Barry Bonds’ Prosecution, Was it Worth it?

If we are to hand off a good world to our Grandchildren, we have to get Federal spending under control.  Tens of millions of dollars may be pocket change in Washington DC, but as the congressman says, ” 30 million here, 40 million there, and pretty soon you’re talking some real money.”  Appointed Federal Officials need to spend OUR money as if it were coming out of their checkbook.

I’ve seen two figures for the cost to prosecute Barry Bonds and finally obtain a guilty verdict on one count of Obstruction: $6M, San Francisco Examiner,  item by Art Spader, 2/16/11, and $55M, Democratic Underground, 4/5/11, quoting the Business Insider 4/4/11.  I also saw the $55M in a Quoted and Noted type bit some time last week, but now I can’t find it to quote.  As Spader said in his article, “It’s Barry’s case, and it’s our money.  No matter who wins, everyone will be a loser.”

I have a major problem with this case.  My tax dollars and your tax dollars were and are being spent by Federal prosecutors on something that doesn’t make me feel one bit safer.  Isn’t the purpose of police agencies to make us safer from criminals? I live in eastern Washington State, a relative low crime area, but even here it seems there is a drive-by shooting almost every week and many gang-related murders.  (I’m sure it’s much worse in the major cities).  If he Feds want to spend money to fight crime and make me feel safer, an extra couple hundred thousand $$ for each of the city police organizations or county Sheriff’s offices would be a far better use of the money.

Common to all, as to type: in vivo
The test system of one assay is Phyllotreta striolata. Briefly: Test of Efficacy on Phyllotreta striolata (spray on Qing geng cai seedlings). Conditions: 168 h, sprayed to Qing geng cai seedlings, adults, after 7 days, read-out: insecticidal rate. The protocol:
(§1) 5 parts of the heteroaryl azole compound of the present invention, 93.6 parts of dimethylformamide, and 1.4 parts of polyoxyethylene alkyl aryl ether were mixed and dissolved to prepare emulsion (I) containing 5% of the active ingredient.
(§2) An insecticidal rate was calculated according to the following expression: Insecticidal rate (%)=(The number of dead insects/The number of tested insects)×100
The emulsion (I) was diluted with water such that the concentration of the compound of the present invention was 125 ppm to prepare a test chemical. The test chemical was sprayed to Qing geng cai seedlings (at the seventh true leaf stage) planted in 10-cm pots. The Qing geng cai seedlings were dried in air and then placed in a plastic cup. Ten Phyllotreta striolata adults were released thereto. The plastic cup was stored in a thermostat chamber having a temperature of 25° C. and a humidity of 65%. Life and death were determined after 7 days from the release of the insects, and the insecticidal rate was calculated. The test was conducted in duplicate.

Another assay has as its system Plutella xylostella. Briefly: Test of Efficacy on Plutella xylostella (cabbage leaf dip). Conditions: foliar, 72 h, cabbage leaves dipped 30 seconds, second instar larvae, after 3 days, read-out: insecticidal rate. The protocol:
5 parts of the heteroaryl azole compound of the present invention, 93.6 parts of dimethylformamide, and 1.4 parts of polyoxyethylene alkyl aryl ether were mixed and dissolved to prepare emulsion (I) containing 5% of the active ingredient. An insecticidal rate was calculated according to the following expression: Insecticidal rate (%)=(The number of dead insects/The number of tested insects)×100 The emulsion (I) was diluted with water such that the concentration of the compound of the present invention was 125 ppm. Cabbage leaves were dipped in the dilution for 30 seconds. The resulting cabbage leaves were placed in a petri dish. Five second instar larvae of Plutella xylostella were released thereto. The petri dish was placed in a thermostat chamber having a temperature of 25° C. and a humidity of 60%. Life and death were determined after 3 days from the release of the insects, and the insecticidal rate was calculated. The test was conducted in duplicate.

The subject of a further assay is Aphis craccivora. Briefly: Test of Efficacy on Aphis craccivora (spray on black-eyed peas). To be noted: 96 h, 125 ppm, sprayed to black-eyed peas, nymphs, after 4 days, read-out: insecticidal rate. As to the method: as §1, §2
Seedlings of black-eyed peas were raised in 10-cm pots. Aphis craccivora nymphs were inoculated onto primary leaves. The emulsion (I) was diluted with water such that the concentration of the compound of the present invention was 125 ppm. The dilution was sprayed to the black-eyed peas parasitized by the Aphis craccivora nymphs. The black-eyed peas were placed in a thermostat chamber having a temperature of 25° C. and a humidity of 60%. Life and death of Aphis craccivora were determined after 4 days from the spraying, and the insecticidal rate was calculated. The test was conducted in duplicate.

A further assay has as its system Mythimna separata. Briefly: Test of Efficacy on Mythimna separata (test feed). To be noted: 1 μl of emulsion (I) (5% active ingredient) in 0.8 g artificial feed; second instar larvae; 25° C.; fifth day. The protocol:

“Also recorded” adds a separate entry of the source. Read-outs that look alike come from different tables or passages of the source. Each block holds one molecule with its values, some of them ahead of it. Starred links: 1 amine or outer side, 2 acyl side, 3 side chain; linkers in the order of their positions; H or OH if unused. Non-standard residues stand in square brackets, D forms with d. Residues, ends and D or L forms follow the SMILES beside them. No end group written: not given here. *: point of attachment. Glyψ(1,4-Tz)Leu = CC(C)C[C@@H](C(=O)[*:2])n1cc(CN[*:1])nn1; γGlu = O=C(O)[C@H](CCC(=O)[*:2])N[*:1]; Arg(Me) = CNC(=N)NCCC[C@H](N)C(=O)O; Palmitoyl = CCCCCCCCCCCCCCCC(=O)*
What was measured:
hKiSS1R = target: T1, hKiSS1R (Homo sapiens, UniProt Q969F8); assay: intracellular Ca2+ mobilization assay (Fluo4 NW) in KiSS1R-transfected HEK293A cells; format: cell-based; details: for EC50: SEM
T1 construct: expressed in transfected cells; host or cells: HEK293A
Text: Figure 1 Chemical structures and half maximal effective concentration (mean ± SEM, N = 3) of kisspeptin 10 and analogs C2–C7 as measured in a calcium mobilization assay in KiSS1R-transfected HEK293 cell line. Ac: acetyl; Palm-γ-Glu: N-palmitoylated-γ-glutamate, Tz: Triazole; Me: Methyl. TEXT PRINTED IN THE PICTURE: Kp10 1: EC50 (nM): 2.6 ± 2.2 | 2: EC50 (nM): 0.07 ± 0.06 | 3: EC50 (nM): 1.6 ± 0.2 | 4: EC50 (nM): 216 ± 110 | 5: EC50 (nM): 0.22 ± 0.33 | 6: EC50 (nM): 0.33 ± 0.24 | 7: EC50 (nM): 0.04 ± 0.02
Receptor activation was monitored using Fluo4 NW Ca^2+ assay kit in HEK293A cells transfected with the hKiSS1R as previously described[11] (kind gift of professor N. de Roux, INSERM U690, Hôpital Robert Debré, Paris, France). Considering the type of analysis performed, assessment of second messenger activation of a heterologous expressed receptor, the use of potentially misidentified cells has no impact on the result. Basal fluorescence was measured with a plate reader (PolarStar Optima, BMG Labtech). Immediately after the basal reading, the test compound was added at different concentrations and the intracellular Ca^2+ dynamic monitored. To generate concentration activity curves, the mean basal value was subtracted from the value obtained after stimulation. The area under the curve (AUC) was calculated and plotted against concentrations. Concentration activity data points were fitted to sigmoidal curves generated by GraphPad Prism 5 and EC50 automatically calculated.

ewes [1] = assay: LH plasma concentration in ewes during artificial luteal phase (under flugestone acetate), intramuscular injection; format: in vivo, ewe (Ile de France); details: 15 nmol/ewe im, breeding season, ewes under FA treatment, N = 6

I suspect the prosecution of big fish sports heroes is being driven more by prosecutors’ egos, and career plans, than by a burning desire to make the world a safer place for our Grandchildren.   Nor do I think that Bond’s prosecution is going to deter High School athletes who might consider using performance enhancing drugs from doing so.  I believe that battle must be fought by parents, coaches, and peers.  Let’s face it, young people think they’re bullet proof.  If the 10s of thousands of deaths from mixing driving with texting and/or drinking hasn’t convinced teenage drivers those things are bad, then why would the Feds think prosecuting a few sports figures will deter drug use?

Finally, and more importantly, I don’t think we should be turning to  the Federal government to solve all of our problems.  This is part of why the deficit is so big.  The policing of sports is not a Federal Government function.  I’m thinking that the fans and their dollar-votes are a better way of policing professional sports.  Why should I want to spend my hard-earned money to watch a bunch of juiced-up athletes?   It doesn’t have to be proven in a court of law that a certain athlete or team is using steroids, there just has to be strong evidence.  Once the fans lose faith and attendance, & TV viewers, drop off, the industry will get serious about self-policing.

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